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The meal I’d cook would be soul food (I grew up on it), consisting of chitlins, collard greens, cheese grits and candied yams.

Mother Angelica would understand this meal: She was raised around blacks and poor Italians in a tough Canton, Ohio, neighborhood.

“I was 14 and a half, and I wasn’t going to the Olympics to score the first perfect 10.

It just happened because I was prepared enough to do that,” Romania-born Comaneci told Us.

“I’m learning to not focus on being a perfectionist and I’m learning to just relax and not set these unrealistic expectations…

It’s been a struggle for me.” Dawes revealed that although she seemed calm and poised while performing on the world stage, she was battling self-doubt and was a pessimist, but knew how to “fake it til you make it.” Her teammates, fans and family kept her going though inside she was quite a “nervous Ninny,” she said.”It was calming myself, getting at peace, affirmations,” she said of what helped propel her to success when visualization techniques didn’t work. I called it D3: Determination, Dedication, Desire, so I would repeat these affirmations and even scriptures like Phillipians , ‘through all things God who strengthens me'” Dawes said.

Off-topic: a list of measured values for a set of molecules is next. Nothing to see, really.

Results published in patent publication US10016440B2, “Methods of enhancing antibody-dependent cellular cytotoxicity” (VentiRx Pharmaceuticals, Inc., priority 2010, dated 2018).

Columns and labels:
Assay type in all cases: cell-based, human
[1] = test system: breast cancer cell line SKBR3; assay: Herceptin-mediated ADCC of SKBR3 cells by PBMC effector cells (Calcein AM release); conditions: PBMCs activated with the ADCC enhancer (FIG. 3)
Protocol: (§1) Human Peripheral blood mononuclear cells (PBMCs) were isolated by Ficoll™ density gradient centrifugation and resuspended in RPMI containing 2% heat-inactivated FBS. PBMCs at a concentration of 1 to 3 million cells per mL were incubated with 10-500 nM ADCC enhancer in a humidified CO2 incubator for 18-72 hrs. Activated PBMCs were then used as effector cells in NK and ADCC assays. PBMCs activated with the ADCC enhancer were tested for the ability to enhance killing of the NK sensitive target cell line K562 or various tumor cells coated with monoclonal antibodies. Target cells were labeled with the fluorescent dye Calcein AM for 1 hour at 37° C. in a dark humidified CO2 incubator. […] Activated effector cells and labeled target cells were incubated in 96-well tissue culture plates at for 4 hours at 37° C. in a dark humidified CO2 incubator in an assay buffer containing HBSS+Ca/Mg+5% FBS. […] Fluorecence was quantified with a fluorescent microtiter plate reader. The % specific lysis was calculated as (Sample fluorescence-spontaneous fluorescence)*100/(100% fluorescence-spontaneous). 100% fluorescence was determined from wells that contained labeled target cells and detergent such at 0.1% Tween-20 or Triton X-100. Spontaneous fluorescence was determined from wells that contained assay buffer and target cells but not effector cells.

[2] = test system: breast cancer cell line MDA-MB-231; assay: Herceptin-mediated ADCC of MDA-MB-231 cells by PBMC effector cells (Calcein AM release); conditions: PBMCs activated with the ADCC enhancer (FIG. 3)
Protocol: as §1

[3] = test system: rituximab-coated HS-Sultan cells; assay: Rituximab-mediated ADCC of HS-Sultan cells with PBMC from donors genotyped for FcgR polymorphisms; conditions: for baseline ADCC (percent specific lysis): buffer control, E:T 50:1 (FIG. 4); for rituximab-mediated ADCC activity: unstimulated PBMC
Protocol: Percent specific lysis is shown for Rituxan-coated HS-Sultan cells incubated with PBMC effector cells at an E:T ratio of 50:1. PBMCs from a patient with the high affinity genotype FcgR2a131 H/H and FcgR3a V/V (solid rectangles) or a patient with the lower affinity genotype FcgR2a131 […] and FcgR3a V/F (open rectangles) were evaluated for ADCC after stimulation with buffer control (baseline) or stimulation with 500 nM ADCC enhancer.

After a pep talk from Comaneci, the first gymnast to score a perfect 10 at the Olympics in 1976, the unassuming editors hit the uneven bars.

Dawes was born Baptist but joined the faith of her late paternal grandmother who was a Piscataway tribe member, she told Arroyo.What happens when two nonathletic editors hit the gym with two Olympic legends?That’s exactly what Us Weekly decided to find out when video correspondent Christina Garibaldi and online style and beauty editor Sharon Tanenbaum had a playful (and sometimes painful) session at the 92nd Street Y in NYC with the iconic Dominique Dawes and Nadia Comaneci.You would have never known a low self-esteem was burgeoning for this Olympic gold-winning gymnast.Dominique Dawes was a champ, an icon, the first African American women to win an individual medal in gymnastics.